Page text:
The auditory midbrain implant: Effects of electrode location

Hubert H. Lim, Thomas Lenarz, David J. Anderson, Minoo Lenarz

Research output: Contribution to journalArticlepeer-review

46 Scopus citations


The auditory midbrain implant (AMI) is a new hearing prosthesis designed for stimulation of the inferior colliculus in patients who do not receive sufficient benefit from cochlear or brainstem prostheses. We have begun clinical trials in which three patients have been implanted with the AMI. Although the intended target was the central nucleus of the inferior colliculus (ICC), the electrode array was implanted into different locations across patients (i.e., ICC, dorsal cortex of inferior colliculus, lateral lemniscus). In this paper, we will summarize the effects of electrical stimulation of these different midbrain regions on various psychophysical properties and speech perception performance. The patient implanted within the intended target, the ICC, exhibited the greatest improvements in hearing performance. However, this patient has not yet achieved open-set speech perception to the performance level typically observed for cochlear implant patients, which we believe is partially due to the location of the array within the ICC. We will present findings from previous AMI studies in guinea pigs demonstrating the existence of spatially distinct functional output regions within the ICC and suggesting that further improvements in performance may be achieved by stimulating within a rostral-ventral region. Remaining questions include if a similar organization exists in the human ICC and if stimulation of its rostral-ventral region with currently available strategies (i.e., those designed for cochlear implants) can restore sufficient speech perception.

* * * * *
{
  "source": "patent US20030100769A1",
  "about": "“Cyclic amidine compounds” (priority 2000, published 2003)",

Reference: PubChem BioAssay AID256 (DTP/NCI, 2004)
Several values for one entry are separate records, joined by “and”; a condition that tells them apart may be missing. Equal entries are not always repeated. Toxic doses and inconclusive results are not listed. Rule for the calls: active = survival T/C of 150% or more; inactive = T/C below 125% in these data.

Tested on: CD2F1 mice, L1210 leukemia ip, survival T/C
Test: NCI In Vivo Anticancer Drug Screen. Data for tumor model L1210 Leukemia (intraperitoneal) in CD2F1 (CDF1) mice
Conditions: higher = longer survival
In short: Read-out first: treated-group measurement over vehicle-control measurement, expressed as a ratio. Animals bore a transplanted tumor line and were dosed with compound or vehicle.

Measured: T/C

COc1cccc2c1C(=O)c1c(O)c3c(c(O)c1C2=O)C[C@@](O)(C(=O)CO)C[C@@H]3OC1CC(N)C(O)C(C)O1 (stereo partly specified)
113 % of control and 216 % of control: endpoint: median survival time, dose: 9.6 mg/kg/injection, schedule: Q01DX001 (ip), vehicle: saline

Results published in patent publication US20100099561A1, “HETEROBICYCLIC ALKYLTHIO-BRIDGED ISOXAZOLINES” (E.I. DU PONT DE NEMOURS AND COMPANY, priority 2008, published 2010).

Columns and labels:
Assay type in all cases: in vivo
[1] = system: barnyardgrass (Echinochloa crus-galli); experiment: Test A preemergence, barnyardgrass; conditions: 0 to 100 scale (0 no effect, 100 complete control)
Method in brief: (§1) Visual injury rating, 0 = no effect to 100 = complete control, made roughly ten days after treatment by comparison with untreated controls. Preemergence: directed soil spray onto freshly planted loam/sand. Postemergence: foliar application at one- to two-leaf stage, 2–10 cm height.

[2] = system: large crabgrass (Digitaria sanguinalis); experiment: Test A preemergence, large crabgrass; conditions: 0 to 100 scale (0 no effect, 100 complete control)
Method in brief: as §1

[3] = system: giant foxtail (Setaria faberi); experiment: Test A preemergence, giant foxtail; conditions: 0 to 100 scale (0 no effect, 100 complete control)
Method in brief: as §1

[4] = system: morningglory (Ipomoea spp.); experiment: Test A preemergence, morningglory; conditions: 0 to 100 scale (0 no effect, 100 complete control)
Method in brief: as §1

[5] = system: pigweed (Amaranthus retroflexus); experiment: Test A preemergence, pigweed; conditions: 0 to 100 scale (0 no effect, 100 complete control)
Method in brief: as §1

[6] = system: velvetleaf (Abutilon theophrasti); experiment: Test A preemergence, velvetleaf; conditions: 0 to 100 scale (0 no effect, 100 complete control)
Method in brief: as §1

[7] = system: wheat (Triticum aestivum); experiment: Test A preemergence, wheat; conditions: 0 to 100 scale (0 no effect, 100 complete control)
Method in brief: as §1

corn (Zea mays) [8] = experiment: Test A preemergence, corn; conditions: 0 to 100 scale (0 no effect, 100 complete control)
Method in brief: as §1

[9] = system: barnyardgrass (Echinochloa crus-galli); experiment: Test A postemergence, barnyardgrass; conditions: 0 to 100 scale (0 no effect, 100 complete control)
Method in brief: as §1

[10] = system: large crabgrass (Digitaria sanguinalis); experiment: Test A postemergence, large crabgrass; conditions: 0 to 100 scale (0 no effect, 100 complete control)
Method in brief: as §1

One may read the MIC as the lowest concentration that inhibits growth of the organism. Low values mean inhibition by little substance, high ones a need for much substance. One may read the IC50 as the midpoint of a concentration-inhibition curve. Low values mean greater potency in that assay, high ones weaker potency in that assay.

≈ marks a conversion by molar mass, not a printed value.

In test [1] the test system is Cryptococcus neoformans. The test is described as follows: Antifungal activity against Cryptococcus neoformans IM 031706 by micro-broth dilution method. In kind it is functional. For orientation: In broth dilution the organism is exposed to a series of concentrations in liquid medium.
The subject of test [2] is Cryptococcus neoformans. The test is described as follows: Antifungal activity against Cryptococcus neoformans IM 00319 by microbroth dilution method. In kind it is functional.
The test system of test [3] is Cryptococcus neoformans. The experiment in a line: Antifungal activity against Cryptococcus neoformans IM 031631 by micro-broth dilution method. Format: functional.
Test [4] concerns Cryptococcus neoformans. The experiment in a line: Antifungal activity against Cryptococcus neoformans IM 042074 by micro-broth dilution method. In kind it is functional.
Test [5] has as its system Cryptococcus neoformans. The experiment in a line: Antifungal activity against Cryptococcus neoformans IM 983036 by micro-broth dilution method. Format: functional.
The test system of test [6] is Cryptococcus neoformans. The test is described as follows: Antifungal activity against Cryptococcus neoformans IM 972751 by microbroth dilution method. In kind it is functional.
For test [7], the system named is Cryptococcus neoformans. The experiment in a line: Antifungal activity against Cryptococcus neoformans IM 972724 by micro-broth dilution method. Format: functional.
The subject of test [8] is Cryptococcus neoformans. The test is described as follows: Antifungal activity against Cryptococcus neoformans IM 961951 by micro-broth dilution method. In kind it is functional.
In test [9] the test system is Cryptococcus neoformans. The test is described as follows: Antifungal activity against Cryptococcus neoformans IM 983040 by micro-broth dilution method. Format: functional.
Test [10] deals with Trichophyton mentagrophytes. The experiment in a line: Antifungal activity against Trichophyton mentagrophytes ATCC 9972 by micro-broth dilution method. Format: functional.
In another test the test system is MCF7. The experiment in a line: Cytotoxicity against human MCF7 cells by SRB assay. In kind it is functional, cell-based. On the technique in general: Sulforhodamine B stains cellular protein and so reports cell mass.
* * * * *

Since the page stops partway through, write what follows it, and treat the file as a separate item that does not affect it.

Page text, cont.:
Original languageEnglish (US)
Pages (from-to)74-85
Number of pages12
JournalHearing Research
Issue number1-2
StatePublished - Aug 2008
Externally publishedYes

Bibliographical note

Funding Information:
Human studies : We would like to thank Rolf-Dieter Battmer, Gert Joseph, Urte Rost, and Joerg Pesch for involvement with AMI patient testing and fitting; Madjid Samii, Amir Samii, and the International Neuroscience Institute (Hannover, Germany) for AMI surgery; and James F. Patrick, Frank Risi, and Cochlear Ltd. (Lane Cove, Australia) for AMI development and technical assistance. We also thank Hans-Joachim Kretschmann, Martin Bokemeyer, and the Anatomy and Neuroradiology Departments at Hannover Medical University for CT-MRI reconstructions and identification of the AMI array location in each patient. Funding was provided by Cochlear Ltd. Animal studies : We would like to thank James Wiler, Guenter Reuter, Alexandru C. Stan, Uta Reich, Gerrit Paasche, Nadine Marquardt, Marc N. Klingberg, and Anke Neuheiser for involvement with the electrophysiology and chronic studies; and Jamille Hetke and the University of Michigan Center for Neural Communication Technology (NIH P41 EB2030) for multi-site stimulation and recording probes. Funding was provided by NIH through P41 EB2030, P30 DC05188, T32 DC00011, and F31 DC007009; Cochlear Ltd.; German Research Foundation (SFB 599); and the University of Michigan Center for Wireless Integrated MicroSystems (NSF Engineering Research Center).


  • Auditory brainstem implant
  • Auditory midbrain implant
  • Central auditory pathways
  • Deep brain stimulation
  • Functional zones
  • Inferior colliculus


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